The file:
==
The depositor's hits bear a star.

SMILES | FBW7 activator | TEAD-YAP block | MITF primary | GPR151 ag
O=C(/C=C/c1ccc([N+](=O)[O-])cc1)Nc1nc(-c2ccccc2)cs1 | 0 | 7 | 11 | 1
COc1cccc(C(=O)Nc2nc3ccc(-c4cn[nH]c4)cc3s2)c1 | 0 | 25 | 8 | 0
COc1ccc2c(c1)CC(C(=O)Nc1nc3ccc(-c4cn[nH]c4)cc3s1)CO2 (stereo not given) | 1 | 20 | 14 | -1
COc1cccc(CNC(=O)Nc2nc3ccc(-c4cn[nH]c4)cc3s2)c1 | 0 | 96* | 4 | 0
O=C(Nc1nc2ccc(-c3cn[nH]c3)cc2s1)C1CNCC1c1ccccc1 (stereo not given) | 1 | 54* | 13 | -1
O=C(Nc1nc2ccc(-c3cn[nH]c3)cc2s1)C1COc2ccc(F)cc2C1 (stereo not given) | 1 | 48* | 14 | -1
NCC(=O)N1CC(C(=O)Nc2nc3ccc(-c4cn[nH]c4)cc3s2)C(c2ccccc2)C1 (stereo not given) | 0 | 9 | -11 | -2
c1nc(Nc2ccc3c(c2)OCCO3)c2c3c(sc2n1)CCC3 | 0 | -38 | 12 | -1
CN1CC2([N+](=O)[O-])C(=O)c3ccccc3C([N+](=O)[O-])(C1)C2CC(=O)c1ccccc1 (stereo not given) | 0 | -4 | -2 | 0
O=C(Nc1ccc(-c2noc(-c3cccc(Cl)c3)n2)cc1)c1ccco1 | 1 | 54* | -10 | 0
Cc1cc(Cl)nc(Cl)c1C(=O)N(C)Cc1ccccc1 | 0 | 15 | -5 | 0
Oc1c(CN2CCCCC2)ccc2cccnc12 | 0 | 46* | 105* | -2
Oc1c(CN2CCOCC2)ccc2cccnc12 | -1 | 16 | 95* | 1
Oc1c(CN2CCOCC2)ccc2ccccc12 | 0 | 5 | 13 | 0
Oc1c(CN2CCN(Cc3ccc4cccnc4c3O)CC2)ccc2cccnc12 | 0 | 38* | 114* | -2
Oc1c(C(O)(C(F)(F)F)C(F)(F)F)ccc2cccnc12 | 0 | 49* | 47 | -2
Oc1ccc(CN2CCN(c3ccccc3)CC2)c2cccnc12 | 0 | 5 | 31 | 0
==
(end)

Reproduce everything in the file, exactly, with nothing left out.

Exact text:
The depositor's hits bear a star.

SMILES | FBW7 activator | TEAD-YAP block | MITF primary | GPR151 ag
O=C(/C=C/c1ccc([N+](=O)[O-])cc1)Nc1nc(-c2ccccc2)cs1 | 0 | 7 | 11 | 1
COc1cccc(C(=O)Nc2nc3ccc(-c4cn[nH]c4)cc3s2)c1 | 0 | 25 | 8 | 0
COc1ccc2c(c1)CC(C(=O)Nc1nc3ccc(-c4cn[nH]c4)cc3s1)CO2 (stereo not given) | 1 | 20 | 14 | -1
COc1cccc(CNC(=O)Nc2nc3ccc(-c4cn[nH]c4)cc3s2)c1 | 0 | 96* | 4 | 0
O=C(Nc1nc2ccc(-c3cn[nH]c3)cc2s1)C1CNCC1c1ccccc1 (stereo not given) | 1 | 54* | 13 | -1
O=C(Nc1nc2ccc(-c3cn[nH]c3)cc2s1)C1COc2ccc(F)cc2C1 (stereo not given) | 1 | 48* | 14 | -1
NCC(=O)N1CC(C(=O)Nc2nc3ccc(-c4cn[nH]c4)cc3s2)C(c2ccccc2)C1 (stereo not given) | 0 | 9 | -11 | -2
c1nc(Nc2ccc3c(c2)OCCO3)c2c3c(sc2n1)CCC3 | 0 | -38 | 12 | -1
CN1CC2([N+](=O)[O-])C(=O)c3ccccc3C([N+](=O)[O-])(C1)C2CC(=O)c1ccccc1 (stereo not given) | 0 | -4 | -2 | 0
O=C(Nc1ccc(-c2noc(-c3cccc(Cl)c3)n2)cc1)c1ccco1 | 1 | 54* | -10 | 0
Cc1cc(Cl)nc(Cl)c1C(=O)N(C)Cc1ccccc1 | 0 | 15 | -5 | 0
Oc1c(CN2CCCCC2)ccc2cccnc12 | 0 | 46* | 105* | -2
Oc1c(CN2CCOCC2)ccc2cccnc12 | -1 | 16 | 95* | 1
Oc1c(CN2CCOCC2)ccc2ccccc12 | 0 | 5 | 13 | 0
Oc1c(CN2CCN(Cc3ccc4cccnc4c3O)CC2)ccc2cccnc12 | 0 | 38* | 114* | -2
Oc1c(C(O)(C(F)(F)F)C(F)(F)F)ccc2cccnc12 | 0 | 49* | 47 | -2
Oc1ccc(CN2CCN(c3ccccc3)CC2)c2cccnc12 | 0 | 5 | 31 | 0